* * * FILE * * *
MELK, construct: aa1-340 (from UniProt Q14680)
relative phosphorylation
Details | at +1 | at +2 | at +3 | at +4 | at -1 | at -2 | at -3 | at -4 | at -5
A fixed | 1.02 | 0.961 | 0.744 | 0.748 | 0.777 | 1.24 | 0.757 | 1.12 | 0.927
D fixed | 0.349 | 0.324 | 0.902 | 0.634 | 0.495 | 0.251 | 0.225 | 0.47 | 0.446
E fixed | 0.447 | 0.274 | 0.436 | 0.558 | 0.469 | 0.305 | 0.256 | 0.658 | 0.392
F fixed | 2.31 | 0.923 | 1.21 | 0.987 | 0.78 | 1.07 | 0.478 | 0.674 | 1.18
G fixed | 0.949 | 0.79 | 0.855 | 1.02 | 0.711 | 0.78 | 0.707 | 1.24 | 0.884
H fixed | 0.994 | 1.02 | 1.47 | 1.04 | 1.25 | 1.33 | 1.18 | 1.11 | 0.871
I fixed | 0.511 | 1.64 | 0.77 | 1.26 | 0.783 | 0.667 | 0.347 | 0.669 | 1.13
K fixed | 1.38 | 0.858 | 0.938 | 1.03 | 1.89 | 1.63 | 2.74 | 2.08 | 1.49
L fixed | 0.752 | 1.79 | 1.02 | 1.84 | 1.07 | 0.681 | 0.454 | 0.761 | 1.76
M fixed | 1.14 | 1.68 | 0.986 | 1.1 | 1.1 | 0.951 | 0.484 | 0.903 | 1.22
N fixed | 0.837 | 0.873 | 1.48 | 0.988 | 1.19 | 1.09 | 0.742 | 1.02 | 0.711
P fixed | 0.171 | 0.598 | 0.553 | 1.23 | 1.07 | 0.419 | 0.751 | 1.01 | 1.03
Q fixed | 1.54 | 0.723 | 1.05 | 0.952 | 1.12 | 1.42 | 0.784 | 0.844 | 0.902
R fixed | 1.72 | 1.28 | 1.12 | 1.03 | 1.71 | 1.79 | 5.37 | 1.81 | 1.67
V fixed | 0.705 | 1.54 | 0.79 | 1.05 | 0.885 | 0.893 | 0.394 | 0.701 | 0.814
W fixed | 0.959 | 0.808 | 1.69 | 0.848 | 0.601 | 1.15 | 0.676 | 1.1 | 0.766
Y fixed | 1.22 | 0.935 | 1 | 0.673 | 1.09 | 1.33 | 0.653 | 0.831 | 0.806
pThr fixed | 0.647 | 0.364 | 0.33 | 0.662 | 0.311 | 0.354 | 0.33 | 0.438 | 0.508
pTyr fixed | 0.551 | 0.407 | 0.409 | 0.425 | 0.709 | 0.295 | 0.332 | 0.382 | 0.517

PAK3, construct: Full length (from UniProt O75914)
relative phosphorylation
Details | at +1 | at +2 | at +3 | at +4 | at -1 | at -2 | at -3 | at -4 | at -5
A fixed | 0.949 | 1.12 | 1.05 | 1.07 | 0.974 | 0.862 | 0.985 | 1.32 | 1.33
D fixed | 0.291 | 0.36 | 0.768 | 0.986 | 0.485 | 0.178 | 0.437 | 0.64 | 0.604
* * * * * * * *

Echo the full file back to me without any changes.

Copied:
MELK, construct: aa1-340 (from UniProt Q14680)
relative phosphorylation
Details | at +1 | at +2 | at +3 | at +4 | at -1 | at -2 | at -3 | at -4 | at -5
A fixed | 1.02 | 0.961 | 0.744 | 0.748 | 0.777 | 1.24 | 0.757 | 1.12 | 0.927
D fixed | 0.349 | 0.324 | 0.902 | 0.634 | 0.495 | 0.251 | 0.225 | 0.47 | 0.446
E fixed | 0.447 | 0.274 | 0.436 | 0.558 | 0.469 | 0.305 | 0.256 | 0.658 | 0.392
F fixed | 2.31 | 0.923 | 1.21 | 0.987 | 0.78 | 1.07 | 0.478 | 0.674 | 1.18
G fixed | 0.949 | 0.79 | 0.855 | 1.02 | 0.711 | 0.78 | 0.707 | 1.24 | 0.884
H fixed | 0.994 | 1.02 | 1.47 | 1.04 | 1.25 | 1.33 | 1.18 | 1.11 | 0.871
I fixed | 0.511 | 1.64 | 0.77 | 1.26 | 0.783 | 0.667 | 0.347 | 0.669 | 1.13
K fixed | 1.38 | 0.858 | 0.938 | 1.03 | 1.89 | 1.63 | 2.74 | 2.08 | 1.49
L fixed | 0.752 | 1.79 | 1.02 | 1.84 | 1.07 | 0.681 | 0.454 | 0.761 | 1.76
M fixed | 1.14 | 1.68 | 0.986 | 1.1 | 1.1 | 0.951 | 0.484 | 0.903 | 1.22
N fixed | 0.837 | 0.873 | 1.48 | 0.988 | 1.19 | 1.09 | 0.742 | 1.02 | 0.711
P fixed | 0.171 | 0.598 | 0.553 | 1.23 | 1.07 | 0.419 | 0.751 | 1.01 | 1.03
Q fixed | 1.54 | 0.723 | 1.05 | 0.952 | 1.12 | 1.42 | 0.784 | 0.844 | 0.902
R fixed | 1.72 | 1.28 | 1.12 | 1.03 | 1.71 | 1.79 | 5.37 | 1.81 | 1.67
V fixed | 0.705 | 1.54 | 0.79 | 1.05 | 0.885 | 0.893 | 0.394 | 0.701 | 0.814
W fixed | 0.959 | 0.808 | 1.69 | 0.848 | 0.601 | 1.15 | 0.676 | 1.1 | 0.766
Y fixed | 1.22 | 0.935 | 1 | 0.673 | 1.09 | 1.33 | 0.653 | 0.831 | 0.806
pThr fixed | 0.647 | 0.364 | 0.33 | 0.662 | 0.311 | 0.354 | 0.33 | 0.438 | 0.508
pTyr fixed | 0.551 | 0.407 | 0.409 | 0.425 | 0.709 | 0.295 | 0.332 | 0.382 | 0.517

PAK3, construct: Full length (from UniProt O75914)
relative phosphorylation
Details | at +1 | at +2 | at +3 | at +4 | at -1 | at -2 | at -3 | at -4 | at -5
A fixed | 0.949 | 1.12 | 1.05 | 1.07 | 0.974 | 0.862 | 0.985 | 1.32 | 1.33
D fixed | 0.291 | 0.36 | 0.768 | 0.986 | 0.485 | 0.178 | 0.437 | 0.64 | 0.604